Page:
I am glad to have been born in this day and age, as opposed to one of the days and ages when life was deadly, deadly dull.
Let’s consider life 130 years ago in the Wild American West. You probably own a farm. You get up at dawn, feed the chickens and pigs and buffalo or whatever, and then do your various farm work until sundown. Then you go inside, have dinner, and now it’s 7 p.m. Since you’re getting up at 5 a.m., you don’t really need to go to bed until 10. So what are you doing from 7 until bedtime? NOTHING! There’s no TV, no movies, no radio. You can read books, sure, but EVERY SINGLE NIGHT? For three hours? By candlelight?!
OK, so there’s conversation. You sit around the fire and chat with your wife and kids. But there’s NOTHING TO TALK ABOUT. When your whole day consists of the same tedious farm work over and over again, during which you rarely encounter other human beings, what possible stories could you have to tell?
“So I harvested some corn today.”
“Oh, do tell.”
“Well, I went out and … uh, harvested it. Then I put it in the, uh, corn … holder … or whatever it’s called where you put corn after you harvest it.”
And then you have two hours and 59 minutes to kill.
Dating must have been particularly hard in those days. In the modern era, if the guy a woman has gone on a few dates with does not call her for a couple days, the power of her insecurity is unleashed at full velocity, and she comes up with an amazing array of reasons why this may have happened, all of which boil down to: He hates me. He found out something unpleasant about me, and now he hates me. He met someone else, and now he hates me. He realized I’m fat and ugly, and now he hates me. With cellphones and e-mail and fax and everything else we have, there is literally no logical reason not to hear from someone unless it’s on purpose. And if he’s intentionally not contacting her, then according to the workings of the female mind, it’s obviously because he hates her. The best the woman can hope for is that the man has been in an accident of some kind — but even then, she would hear about it on the news or see it online or something.
But in 1872, there were no phones, no lights, no motorcars, not a single luxury. If a man didn’t come to call within a few days of his last episode of woo-pitching, the woman’s imagination could come up with a wide variety of legitimate, plausible reasons for it, none of which had anything to do with the man’s feelings toward her. For example, it could be a 10-mile buggy ride to her house, thus making a visit an all-day affair, and perhaps he couldn’t get away from the farm or the mercantile or wherever he worked. He could be attacked by bears or Indians on the way. He could have been stricken with tuberculosis since they last met. With no way of communicating rapidly, couples — even those engaged to be married — might go several days without hearing anything from each other — AND THAT WAS OK. Somehow, people still managed to function. Compare that with my engaged roommate, whose contact with his fiancee is such that when he belches, she says, “Excuse me.”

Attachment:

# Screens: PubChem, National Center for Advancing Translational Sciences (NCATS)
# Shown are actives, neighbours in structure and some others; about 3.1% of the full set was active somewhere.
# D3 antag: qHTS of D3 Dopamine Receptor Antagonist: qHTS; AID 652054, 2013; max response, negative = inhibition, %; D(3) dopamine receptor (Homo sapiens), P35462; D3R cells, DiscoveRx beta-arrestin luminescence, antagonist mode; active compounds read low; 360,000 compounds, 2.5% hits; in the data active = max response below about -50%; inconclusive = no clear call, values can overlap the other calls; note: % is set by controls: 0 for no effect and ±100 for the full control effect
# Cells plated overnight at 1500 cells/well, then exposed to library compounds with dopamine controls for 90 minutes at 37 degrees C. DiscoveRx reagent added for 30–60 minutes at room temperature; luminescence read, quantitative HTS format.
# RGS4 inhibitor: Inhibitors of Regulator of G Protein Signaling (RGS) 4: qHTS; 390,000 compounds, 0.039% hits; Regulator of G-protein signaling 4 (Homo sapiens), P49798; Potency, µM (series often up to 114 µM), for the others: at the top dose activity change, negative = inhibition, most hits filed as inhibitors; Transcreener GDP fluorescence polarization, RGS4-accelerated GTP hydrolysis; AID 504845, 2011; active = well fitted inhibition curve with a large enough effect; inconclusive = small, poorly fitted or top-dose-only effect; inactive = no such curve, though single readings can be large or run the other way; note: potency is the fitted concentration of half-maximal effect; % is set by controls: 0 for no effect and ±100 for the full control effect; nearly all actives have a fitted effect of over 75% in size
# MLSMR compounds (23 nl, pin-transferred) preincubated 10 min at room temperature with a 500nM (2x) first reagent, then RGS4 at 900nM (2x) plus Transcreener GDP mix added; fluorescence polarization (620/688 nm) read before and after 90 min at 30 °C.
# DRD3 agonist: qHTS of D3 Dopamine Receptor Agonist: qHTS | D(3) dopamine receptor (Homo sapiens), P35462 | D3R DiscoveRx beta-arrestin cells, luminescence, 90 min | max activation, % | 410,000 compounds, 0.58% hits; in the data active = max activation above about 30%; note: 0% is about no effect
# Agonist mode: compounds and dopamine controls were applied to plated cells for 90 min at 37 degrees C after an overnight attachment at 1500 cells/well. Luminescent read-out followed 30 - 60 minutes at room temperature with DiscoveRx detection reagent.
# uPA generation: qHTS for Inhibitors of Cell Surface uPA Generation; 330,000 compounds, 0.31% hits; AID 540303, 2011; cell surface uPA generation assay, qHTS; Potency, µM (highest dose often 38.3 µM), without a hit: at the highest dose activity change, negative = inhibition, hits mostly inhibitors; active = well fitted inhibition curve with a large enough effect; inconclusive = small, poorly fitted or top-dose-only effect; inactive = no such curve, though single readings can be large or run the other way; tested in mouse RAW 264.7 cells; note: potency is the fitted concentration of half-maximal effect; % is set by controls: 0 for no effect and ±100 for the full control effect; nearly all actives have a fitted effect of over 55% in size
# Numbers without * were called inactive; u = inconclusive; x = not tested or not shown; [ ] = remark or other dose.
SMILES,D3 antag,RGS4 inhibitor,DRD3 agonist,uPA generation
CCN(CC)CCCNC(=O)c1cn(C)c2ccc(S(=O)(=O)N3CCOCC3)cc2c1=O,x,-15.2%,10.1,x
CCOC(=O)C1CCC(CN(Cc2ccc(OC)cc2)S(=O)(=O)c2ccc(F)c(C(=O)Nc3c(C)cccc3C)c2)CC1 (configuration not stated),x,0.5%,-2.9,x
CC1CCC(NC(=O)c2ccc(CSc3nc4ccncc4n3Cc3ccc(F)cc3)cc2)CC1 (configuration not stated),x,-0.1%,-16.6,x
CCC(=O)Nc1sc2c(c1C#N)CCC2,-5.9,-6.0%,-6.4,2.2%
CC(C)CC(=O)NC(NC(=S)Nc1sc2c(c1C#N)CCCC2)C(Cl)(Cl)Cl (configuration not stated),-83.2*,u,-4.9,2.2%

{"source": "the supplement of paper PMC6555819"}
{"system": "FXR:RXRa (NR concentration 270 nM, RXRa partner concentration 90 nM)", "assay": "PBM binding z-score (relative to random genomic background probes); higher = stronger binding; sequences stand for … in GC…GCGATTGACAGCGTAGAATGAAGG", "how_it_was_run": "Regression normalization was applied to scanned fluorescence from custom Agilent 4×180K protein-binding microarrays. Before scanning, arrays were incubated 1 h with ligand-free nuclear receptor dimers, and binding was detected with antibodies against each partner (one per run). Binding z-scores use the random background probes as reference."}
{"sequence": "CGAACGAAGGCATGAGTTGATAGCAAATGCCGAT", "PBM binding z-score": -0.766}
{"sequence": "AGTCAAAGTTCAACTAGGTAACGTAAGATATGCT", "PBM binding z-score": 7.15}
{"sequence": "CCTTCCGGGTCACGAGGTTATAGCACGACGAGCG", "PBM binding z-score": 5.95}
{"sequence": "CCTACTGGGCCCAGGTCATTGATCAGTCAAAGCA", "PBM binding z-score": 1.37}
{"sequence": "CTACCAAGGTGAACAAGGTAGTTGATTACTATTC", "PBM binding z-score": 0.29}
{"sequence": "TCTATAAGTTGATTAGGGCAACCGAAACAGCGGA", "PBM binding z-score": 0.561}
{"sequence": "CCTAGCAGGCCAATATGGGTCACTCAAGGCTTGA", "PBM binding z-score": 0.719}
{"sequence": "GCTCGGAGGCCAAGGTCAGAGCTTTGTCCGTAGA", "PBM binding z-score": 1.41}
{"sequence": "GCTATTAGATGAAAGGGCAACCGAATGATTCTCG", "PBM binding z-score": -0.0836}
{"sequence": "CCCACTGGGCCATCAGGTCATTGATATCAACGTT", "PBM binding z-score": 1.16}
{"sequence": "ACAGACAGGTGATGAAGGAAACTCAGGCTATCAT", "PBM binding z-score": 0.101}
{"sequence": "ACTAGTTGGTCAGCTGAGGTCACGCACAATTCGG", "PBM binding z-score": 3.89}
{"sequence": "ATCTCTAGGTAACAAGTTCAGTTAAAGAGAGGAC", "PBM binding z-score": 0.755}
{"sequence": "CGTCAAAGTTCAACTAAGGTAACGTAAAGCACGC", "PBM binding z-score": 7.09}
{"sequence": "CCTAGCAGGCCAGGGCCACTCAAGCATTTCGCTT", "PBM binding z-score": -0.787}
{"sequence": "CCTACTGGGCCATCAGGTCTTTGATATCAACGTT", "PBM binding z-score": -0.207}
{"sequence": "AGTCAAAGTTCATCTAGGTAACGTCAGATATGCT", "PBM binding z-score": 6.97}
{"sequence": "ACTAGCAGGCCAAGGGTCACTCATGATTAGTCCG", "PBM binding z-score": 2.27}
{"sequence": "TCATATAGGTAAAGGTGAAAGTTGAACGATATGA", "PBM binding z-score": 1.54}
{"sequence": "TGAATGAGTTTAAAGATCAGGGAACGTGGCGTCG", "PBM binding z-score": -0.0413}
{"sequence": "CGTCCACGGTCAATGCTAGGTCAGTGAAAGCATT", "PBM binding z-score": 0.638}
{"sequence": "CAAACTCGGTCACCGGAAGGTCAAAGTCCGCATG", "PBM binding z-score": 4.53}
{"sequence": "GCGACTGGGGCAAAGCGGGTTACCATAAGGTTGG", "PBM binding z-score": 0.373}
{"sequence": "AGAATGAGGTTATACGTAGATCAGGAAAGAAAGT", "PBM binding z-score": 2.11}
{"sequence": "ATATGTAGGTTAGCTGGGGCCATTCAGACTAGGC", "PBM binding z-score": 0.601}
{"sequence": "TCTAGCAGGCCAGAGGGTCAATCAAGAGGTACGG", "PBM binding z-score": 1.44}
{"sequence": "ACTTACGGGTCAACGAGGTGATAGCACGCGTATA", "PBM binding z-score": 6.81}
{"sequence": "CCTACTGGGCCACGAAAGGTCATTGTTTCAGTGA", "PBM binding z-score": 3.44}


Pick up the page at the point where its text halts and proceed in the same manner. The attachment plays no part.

A couple months ago, a storm knocked out the power in Provo, and many of us felt like modern-day pioneers. For example, my friend Tanny (names have been changed) reported having to watch “Scrubs” the way our forefathers did, on a tiny, portable, battery-operated TV that he propped on his stomach. The TV operated via antenna rather than cable, so when he laughed, the resultant jiggling of his belly caused a momentary loss of reception.
For myself, I had to maneuver through Provo when there were no traffic lights. To make it worse, I had a car full of friends following me, and we were all trying to choose a restaurant to go to, but no one in the other car had a cellphone. So when we were stopped at intersections, I had to get out and run back to suggest a new place for us to try, and then they had to follow me. Eventually, we reached the promised land, which I think in this case was Chili’s, which seems strange to me. We made the onion rings bloom like a rose, though, and we were grateful to have interesting lives.
In the newspaper, the phrase "or Indians" was omitted. The last sentence of that paragraph was also completely different, simply because the line about my roommate didn't occur to me until after newspaper deadline. (In print, it was something lame about how I can't go one day without calling my telephone psychic.)
Furthermore: In print, the dating tangent said "if the guy a woman has been dating." Upon further reflection -- again, past deadline -- I thought it would be better to say "if the guy a woman has gone on a few dates with." Why? Well, if they're "dating," then she probably won't be shy about calling him if he doesn't call. It's only when it's in the early stages that women, traditionally, wait for the man to call. (I'm aware that even in the early stages, some women do the calling. But traditionally, and I think very often in reality, it doesn't go that way.)
Oh, and the line about no phones, lights or motorcars is a paraphrase of the lyrics to the "Gilligan's Island" closing theme song (i.e., the song that played over the closing credits). It is one of the many songs whose lyrics I know despite having no good reason for knowing them.